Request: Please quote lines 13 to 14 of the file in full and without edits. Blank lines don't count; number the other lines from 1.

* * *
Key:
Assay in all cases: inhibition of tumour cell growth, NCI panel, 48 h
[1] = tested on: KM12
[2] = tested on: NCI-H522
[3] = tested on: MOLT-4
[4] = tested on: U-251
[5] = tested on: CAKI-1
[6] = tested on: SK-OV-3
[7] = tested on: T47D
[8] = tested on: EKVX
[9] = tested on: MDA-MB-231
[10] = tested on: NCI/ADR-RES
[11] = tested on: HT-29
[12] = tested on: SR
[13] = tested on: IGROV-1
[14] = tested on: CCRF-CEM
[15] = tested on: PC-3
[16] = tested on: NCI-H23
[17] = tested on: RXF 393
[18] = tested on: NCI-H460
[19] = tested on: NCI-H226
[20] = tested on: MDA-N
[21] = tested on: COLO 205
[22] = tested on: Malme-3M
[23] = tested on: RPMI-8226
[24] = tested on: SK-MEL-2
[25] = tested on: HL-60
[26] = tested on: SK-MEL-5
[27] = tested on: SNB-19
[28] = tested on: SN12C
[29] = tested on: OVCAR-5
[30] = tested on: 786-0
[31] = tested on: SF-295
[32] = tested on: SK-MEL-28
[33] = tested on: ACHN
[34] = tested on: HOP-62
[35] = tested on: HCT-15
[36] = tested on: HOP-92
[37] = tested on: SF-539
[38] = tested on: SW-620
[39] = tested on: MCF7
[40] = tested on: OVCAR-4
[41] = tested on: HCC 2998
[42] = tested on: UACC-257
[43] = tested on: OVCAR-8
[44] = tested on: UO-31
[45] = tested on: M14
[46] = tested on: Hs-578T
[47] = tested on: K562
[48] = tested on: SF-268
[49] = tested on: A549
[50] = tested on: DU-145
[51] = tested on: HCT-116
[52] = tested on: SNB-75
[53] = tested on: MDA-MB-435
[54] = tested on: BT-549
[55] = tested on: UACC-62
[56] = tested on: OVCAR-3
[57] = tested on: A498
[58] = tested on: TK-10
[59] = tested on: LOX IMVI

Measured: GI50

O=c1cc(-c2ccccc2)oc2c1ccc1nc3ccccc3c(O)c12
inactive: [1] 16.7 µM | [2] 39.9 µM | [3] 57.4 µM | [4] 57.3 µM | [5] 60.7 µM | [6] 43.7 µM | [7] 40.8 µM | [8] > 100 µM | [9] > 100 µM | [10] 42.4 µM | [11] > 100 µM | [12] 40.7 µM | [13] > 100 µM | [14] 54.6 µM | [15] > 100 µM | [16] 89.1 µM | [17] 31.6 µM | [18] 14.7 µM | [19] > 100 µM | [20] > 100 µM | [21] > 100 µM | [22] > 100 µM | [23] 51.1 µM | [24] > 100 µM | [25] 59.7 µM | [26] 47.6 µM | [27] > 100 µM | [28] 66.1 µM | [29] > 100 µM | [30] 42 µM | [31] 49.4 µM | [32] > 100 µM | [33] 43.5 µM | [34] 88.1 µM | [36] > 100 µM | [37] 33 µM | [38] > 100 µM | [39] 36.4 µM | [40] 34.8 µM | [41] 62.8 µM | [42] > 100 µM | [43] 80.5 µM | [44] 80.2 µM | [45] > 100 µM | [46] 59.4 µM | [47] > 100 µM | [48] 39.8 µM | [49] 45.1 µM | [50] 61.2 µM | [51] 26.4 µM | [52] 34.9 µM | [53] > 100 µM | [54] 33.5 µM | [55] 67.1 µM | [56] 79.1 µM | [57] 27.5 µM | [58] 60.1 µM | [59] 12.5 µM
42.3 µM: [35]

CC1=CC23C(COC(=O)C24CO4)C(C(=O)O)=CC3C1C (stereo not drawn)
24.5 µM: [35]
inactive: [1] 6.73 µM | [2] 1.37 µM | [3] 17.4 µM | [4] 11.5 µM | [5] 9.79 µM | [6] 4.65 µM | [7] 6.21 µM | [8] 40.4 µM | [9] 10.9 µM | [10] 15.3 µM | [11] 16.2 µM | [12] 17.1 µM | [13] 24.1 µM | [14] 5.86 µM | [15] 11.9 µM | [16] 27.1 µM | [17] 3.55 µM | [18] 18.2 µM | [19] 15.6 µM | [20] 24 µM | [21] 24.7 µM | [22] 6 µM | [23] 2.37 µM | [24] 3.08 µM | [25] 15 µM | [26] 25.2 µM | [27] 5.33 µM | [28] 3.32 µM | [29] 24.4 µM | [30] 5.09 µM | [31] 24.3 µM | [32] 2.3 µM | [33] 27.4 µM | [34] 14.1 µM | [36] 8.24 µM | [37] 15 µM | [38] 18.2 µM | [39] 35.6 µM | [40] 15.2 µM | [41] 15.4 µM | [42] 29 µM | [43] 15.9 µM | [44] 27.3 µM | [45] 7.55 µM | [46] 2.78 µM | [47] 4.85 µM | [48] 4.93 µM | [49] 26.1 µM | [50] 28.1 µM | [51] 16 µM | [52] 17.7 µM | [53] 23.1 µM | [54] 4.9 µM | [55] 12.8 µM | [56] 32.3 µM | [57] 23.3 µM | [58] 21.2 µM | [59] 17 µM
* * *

[11] = tested on: HT-29
[12] = tested on: SR